European Commissioner for the Budget Günther Oettinger arrives in Sofia on Friday (27 October), as part of a tour opening the debate on future EU finances.
The future long-term EU budget, after 2020, cannot count on Britain’s contribution, so the EU will have to “fund more with less”.
“Less”, because as the UK is a net contributor, Brexit will deplete the EU budget by at least €10 billion per year.
“More”, because answering the concerns of its citizens, the EU is expected to spend more in areas such as migration, security and in particular the fight against terrorism, but also defence, in the context of the greater emancipation of Europe from a less predictable US ally. There is little doubt that the EU will try to preserve its role on the global stage as major humanitarian and development aid donor and as a leader in the fight against climate change.
Bulgaria and Romania, where Oettinger spent Thursday, are concerned that they would no longer receive generous cohesion funding, and that more philosophically, cohesion and solidarity are no longer fashionable. These two countries may be the poorest in the EU, but they have kept their distance from the Visegrad group, which indeed have made no show of solidarity in the context of the refugee crisis.
— Günther H. Oettinger (@GOettingerEU) October 26, 2017
Before leaving for Romania, Oettinger published a blogpost titled “A new deal between net payers and net contributors”, which may not be to the taste of Bucharest and Sofia.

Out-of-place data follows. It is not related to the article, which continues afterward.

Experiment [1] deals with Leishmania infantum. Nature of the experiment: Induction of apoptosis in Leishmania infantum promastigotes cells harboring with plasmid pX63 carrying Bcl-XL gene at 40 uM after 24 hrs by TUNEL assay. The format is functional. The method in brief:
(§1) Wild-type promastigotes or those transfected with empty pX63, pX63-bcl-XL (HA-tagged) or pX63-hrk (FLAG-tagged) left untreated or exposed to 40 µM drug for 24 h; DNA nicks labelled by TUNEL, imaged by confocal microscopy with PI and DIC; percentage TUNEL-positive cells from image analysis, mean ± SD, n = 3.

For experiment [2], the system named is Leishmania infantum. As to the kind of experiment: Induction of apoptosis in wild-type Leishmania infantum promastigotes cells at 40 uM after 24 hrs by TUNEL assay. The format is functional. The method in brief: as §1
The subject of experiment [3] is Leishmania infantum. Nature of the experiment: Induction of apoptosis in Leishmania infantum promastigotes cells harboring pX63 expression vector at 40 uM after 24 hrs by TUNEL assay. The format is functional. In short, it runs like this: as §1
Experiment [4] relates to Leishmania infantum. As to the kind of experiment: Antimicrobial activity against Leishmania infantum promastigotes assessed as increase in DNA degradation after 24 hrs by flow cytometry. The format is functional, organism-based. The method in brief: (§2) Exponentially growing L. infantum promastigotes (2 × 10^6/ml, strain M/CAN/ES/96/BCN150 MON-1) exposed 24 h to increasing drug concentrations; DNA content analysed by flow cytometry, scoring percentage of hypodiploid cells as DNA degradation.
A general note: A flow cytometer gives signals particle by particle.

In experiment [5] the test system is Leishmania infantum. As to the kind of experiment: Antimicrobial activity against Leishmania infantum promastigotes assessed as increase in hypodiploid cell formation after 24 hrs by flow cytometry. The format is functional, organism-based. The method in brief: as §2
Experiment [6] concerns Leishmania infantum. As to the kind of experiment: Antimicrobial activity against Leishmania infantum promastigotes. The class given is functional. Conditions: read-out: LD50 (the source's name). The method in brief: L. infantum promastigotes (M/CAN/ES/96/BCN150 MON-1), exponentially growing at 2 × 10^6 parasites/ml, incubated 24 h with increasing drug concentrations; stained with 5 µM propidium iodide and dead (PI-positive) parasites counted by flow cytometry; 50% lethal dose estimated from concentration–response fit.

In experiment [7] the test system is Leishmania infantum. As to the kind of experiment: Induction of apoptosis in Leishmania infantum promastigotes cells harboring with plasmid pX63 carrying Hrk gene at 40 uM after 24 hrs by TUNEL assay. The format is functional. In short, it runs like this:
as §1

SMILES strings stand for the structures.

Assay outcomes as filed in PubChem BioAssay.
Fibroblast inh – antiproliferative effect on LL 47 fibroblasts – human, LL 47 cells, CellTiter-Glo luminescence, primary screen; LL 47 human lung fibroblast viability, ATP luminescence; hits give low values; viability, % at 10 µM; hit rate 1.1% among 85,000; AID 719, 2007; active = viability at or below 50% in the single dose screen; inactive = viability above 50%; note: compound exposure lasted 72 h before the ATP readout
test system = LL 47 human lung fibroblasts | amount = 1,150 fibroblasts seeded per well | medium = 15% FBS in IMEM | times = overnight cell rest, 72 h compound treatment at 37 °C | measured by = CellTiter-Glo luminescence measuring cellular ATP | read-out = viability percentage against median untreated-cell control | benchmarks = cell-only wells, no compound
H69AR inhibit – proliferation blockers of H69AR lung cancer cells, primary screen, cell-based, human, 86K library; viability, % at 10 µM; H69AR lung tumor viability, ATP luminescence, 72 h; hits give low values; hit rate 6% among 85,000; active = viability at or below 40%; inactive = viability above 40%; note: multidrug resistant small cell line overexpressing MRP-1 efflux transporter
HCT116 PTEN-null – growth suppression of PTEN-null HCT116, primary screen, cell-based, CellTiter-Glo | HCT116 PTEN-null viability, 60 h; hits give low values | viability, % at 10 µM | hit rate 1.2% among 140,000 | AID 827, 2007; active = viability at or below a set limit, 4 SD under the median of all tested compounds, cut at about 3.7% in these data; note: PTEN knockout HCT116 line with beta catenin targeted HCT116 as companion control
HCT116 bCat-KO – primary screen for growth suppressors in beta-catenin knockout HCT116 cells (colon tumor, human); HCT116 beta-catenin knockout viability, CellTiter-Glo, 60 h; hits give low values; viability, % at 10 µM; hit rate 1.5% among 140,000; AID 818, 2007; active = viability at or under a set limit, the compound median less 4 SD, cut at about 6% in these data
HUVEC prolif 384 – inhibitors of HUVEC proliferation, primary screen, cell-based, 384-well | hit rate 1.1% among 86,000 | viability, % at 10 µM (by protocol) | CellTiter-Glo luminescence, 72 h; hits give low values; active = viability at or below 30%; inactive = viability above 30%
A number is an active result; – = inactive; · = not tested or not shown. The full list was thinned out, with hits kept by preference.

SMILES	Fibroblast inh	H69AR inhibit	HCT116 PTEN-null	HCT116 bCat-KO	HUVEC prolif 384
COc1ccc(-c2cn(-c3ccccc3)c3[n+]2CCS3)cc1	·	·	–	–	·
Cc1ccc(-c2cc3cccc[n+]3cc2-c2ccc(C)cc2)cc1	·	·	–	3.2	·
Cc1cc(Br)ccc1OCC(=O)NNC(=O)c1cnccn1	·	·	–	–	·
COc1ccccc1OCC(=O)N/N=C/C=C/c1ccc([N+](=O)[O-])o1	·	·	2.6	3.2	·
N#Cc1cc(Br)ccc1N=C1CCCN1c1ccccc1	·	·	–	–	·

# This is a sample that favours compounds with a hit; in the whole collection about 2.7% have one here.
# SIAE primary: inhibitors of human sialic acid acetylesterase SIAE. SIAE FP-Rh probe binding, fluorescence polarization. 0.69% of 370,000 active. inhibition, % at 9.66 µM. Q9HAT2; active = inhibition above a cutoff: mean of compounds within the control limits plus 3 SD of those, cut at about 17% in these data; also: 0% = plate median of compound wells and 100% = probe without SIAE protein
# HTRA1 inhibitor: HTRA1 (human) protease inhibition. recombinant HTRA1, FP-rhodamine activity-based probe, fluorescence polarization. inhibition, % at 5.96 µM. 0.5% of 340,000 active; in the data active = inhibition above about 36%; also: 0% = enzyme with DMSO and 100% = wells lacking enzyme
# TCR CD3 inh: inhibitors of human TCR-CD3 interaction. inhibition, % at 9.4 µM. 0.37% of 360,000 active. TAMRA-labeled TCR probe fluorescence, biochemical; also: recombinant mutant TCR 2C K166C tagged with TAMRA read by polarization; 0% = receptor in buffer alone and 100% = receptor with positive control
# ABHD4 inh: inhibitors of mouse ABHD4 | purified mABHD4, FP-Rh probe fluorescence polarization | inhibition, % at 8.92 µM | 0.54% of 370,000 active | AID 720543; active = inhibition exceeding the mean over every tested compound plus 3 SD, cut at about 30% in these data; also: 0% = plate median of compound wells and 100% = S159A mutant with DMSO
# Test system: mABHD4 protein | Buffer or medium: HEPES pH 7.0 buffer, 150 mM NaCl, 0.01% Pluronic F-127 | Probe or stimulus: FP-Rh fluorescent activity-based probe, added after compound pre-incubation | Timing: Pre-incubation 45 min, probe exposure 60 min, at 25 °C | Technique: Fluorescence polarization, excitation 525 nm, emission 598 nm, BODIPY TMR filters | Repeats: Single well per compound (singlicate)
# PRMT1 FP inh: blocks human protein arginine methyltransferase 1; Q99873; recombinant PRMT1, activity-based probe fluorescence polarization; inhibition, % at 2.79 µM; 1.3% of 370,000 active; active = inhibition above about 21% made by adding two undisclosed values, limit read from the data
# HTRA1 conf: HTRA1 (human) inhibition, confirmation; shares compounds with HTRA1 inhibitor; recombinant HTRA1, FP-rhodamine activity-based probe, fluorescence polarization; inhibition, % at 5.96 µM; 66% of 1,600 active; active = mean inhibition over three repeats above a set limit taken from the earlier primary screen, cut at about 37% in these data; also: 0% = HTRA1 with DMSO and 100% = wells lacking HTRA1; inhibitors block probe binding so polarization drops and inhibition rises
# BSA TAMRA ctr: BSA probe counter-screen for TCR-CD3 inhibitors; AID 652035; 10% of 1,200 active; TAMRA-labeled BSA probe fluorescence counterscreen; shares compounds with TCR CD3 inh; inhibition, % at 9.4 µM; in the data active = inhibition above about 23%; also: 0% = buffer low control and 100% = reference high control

— Günther H. Oettinger (@GOettingerEU) October 25, 2017
Firstly, the German Commissioner introduces a notion of “us and them”: net payers and net contributors. Secondly, Oettinger introduces a new conditionality. He wrote:
“What I am proposing to net beneficiaries and net payers goes much beyond this, it is a new deal. It is a give and take on both sides: net payers would pay a little more into the EU pot for the guarantee that every single euro paid is spent efficiently and has an added value. Net beneficiaries by contrast, would have to accept more control over their structural projects in exchange for avoiding drastic cuts. One of the mechanisms by which this could work is conditionality. It means that structural funds are more aligned with structural reforms the EU wants the member states to carry out.”
Incidentally, Bulgaria is one of the EU countries best-equipped to discuss the future of the EU budget, as Ivailo Kalfin, as member of the Monti Group on the future of the EU budget, is on top of things. By the way, Kalfin is also a special adviser to Oettinger.
And as part of the Monti group Kalfin has a different vision with regard to the future of the EU budget. In a nutshell, the 100-page Monti Group report criticises the current budgeting system, with all its exceptions, rebates, different sources of funding and dependence on national budgets. The Monti Group believes that the objective of a future reform should be to finance the majority of EU expenditure via genuine own resources.
But Sofia has no plan to hold intellectual discussions. Oettinger is received as a head of state. Whatever the ideas in Brussels are, Bulgaria is not expected to be a troublemaker in the talks on the future long-term EU budget. As Bulgarian Prime Minister Boyko Borissov says, “the big bosses will decide”.
Asked if the proposed pact between net payers and net contributors doesn’t introduce a two-speed of multi-level EU, Commission spokesperson Alexander Winterstein said the Commission simply wanted to be transparent in its proposals.
An earlier version of this article was published by the website BulgarianPresidency.eu, a journalistic project to monitor the Bulgarian Presidency of the Council of the EU.